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Marcus Porcius Cato (Cato the Elder)

Marcus Porcius Cato (Cato the Elder)

234–149 b.c.e.

Statesman, writer


Old-Fashioned. Born into a relatively modest family and a veteran of the Second Punic War (218–201 B.C.E.), Marcus Porcius Cato, or Cato the Elder, was one of the most important political and cultural figures of his age. (He is called “the Elder” in contrast to his great-grandson of the same name, famous for his opposition to Caesar.) His political career culminated in the consulship in 195 B.C.E. and the censorship in 184 B.C.E. Even after leaving office, he remained an influential figure in the Senate for decades; most notably he brought about the Third Punic War in the year of his death (149 B.C.E.). His reputation was as an “old-fashioned” moralist and strident nationalist, though at least the latter was partly a matter of public posturing. Cato was also the first significant writer of Latin literary prose. He published more than a hundred of his speeches (he may have been the first Roman to do so), a history of Rome, and a treatise on agriculture.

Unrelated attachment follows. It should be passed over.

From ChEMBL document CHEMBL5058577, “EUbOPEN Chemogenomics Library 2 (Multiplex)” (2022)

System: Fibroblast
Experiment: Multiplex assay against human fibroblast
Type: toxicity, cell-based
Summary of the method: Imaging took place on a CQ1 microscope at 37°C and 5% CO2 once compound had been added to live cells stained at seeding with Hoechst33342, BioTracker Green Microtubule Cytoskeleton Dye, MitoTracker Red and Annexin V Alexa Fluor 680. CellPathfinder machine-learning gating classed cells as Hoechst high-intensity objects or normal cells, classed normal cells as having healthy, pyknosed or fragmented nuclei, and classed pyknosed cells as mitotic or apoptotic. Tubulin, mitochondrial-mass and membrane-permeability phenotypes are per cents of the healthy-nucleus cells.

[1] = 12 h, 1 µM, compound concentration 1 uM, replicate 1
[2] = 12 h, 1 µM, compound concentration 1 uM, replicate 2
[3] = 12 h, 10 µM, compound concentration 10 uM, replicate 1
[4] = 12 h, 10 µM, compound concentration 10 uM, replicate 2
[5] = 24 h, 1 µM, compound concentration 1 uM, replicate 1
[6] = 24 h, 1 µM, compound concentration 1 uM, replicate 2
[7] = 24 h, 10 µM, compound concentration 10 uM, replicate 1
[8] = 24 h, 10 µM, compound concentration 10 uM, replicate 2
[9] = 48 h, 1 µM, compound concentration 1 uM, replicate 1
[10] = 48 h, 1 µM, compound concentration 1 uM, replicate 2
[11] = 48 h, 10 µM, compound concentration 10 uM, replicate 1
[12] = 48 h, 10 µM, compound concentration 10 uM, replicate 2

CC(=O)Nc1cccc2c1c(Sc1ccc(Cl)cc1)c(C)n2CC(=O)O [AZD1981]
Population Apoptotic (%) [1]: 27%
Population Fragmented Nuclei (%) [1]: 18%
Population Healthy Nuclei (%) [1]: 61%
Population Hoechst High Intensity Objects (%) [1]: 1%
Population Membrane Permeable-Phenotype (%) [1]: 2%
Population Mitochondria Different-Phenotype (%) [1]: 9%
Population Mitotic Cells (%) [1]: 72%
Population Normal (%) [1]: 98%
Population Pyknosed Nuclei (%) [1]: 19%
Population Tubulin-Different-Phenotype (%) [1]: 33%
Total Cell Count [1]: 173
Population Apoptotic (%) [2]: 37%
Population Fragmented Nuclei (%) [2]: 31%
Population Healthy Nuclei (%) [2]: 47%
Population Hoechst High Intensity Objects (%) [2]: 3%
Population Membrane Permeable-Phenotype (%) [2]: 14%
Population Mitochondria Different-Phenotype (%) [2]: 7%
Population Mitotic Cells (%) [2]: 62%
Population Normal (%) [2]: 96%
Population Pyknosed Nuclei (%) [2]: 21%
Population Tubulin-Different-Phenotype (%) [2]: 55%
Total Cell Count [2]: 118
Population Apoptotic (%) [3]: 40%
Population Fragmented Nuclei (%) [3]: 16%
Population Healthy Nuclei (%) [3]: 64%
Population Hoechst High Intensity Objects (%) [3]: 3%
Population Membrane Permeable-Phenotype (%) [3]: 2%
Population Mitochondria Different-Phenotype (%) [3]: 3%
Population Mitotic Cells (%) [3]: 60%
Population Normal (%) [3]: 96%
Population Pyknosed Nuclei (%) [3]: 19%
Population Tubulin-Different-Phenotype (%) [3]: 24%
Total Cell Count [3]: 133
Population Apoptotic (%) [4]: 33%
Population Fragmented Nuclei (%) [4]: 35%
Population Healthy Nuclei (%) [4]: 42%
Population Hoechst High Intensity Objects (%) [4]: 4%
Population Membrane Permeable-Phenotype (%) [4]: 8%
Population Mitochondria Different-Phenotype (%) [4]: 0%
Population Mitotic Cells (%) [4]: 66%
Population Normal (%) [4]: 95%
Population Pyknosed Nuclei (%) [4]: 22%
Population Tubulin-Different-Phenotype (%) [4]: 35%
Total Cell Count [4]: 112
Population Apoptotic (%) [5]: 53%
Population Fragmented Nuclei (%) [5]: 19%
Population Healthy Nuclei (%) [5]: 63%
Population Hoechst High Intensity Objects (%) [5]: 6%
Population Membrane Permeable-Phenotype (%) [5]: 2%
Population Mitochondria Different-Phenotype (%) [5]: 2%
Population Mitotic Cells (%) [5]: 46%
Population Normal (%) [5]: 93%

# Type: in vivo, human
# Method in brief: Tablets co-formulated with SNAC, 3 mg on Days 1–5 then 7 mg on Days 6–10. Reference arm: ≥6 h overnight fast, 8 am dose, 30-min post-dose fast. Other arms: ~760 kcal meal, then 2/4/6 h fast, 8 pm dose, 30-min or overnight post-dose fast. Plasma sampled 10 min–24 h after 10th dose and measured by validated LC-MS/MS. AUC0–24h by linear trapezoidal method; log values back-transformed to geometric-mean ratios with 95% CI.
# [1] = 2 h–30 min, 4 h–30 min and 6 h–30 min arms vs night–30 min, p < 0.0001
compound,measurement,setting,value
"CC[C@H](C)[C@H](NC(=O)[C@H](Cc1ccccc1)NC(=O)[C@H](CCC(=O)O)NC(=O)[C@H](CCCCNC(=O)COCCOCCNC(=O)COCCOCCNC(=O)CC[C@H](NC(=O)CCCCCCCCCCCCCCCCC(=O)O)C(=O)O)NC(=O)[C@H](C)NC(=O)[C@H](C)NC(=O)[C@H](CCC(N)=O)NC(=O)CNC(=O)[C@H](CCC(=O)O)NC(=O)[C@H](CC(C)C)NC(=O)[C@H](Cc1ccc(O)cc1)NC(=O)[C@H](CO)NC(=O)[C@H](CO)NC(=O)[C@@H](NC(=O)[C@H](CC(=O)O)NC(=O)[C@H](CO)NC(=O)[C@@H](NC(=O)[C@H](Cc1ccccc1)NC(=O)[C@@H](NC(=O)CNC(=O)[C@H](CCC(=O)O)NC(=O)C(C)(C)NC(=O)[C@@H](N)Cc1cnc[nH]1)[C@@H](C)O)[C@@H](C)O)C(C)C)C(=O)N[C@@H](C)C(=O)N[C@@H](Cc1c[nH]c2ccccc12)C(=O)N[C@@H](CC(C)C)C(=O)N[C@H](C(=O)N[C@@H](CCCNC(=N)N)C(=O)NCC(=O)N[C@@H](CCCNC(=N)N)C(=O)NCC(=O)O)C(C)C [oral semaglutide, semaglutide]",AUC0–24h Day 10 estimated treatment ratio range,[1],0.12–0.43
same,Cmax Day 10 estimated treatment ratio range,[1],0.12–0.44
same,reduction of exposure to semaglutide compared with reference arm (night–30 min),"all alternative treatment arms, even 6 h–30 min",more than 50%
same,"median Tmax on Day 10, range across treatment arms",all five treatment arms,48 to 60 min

Alan E. Astin, Cato the Censor (Oxford: Clarendon Press, 1978).

Ward W. Briggs, “Cato the Elder,” in Ancient Roman Writers, Dictionary of Literary Biography, volume 211, edited by Briggs (Columbia, S.C.: Bruccoli Clark Layman / Detroit: Gale Group, 1999), pp. 35–40.

Howard Hayes Scullard, Roman Politics 220–150 B.C. (Oxford: Clarendon Press, 1951).

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